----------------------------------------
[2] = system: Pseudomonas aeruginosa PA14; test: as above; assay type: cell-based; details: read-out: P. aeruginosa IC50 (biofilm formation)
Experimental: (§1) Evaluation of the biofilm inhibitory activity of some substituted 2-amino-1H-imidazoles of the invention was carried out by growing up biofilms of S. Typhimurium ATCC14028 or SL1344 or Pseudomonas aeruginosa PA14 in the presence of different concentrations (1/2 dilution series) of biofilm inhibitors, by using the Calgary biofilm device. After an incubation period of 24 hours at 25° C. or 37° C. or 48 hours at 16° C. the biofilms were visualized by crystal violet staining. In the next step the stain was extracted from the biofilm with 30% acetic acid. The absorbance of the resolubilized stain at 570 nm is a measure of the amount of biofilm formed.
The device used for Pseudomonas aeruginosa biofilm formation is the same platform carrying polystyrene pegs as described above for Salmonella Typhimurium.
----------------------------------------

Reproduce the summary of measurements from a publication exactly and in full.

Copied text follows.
[2] = system: Pseudomonas aeruginosa PA14; test: as above; assay type: cell-based; details: read-out: P. aeruginosa IC50 (biofilm formation)
Experimental: (§1) Evaluation of the biofilm inhibitory activity of some substituted 2-amino-1H-imidazoles of the invention was carried out by growing up biofilms of S. Typhimurium ATCC14028 or SL1344 or Pseudomonas aeruginosa PA14 in the presence of different concentrations (1/2 dilution series) of biofilm inhibitors, by using the Calgary biofilm device. After an incubation period of 24 hours at 25° C. or 37° C. or 48 hours at 16° C. the biofilms were visualized by crystal violet staining. In the next step the stain was extracted from the biofilm with 30% acetic acid. The absorbance of the resolubilized stain at 570 nm is a measure of the amount of biofilm formed.
The device used for Pseudomonas aeruginosa biofilm formation is the same platform carrying polystyrene pegs as described above for Salmonella Typhimurium.